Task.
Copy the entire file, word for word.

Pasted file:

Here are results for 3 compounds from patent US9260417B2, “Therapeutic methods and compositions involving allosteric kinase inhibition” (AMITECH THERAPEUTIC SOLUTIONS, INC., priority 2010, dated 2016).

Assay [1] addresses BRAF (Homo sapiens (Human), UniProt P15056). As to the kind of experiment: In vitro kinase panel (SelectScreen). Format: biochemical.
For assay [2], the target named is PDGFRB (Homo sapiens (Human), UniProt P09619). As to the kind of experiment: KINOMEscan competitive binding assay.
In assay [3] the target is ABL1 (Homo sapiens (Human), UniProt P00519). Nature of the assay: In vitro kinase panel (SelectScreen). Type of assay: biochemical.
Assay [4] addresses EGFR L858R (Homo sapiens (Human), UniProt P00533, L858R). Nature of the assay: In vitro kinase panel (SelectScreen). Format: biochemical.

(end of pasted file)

Here are results for 3 compounds from patent US9260417B2, “Therapeutic methods and compositions involving allosteric kinase inhibition” (AMITECH THERAPEUTIC SOLUTIONS, INC., priority 2010, dated 2016).

Assay [1] addresses BRAF (Homo sapiens (Human), UniProt P15056). As to the kind of experiment: In vitro kinase panel (SelectScreen). Format: biochemical.
For assay [2], the target named is PDGFRB (Homo sapiens (Human), UniProt P09619). As to the kind of experiment: KINOMEscan competitive binding assay.
In assay [3] the target is ABL1 (Homo sapiens (Human), UniProt P00519). Nature of the assay: In vitro kinase panel (SelectScreen). Type of assay: biochemical.
Assay [4] addresses EGFR L858R (Homo sapiens (Human), UniProt P00533, L858R). Nature of the assay: In vitro kinase panel (SelectScreen). Format: biochemical.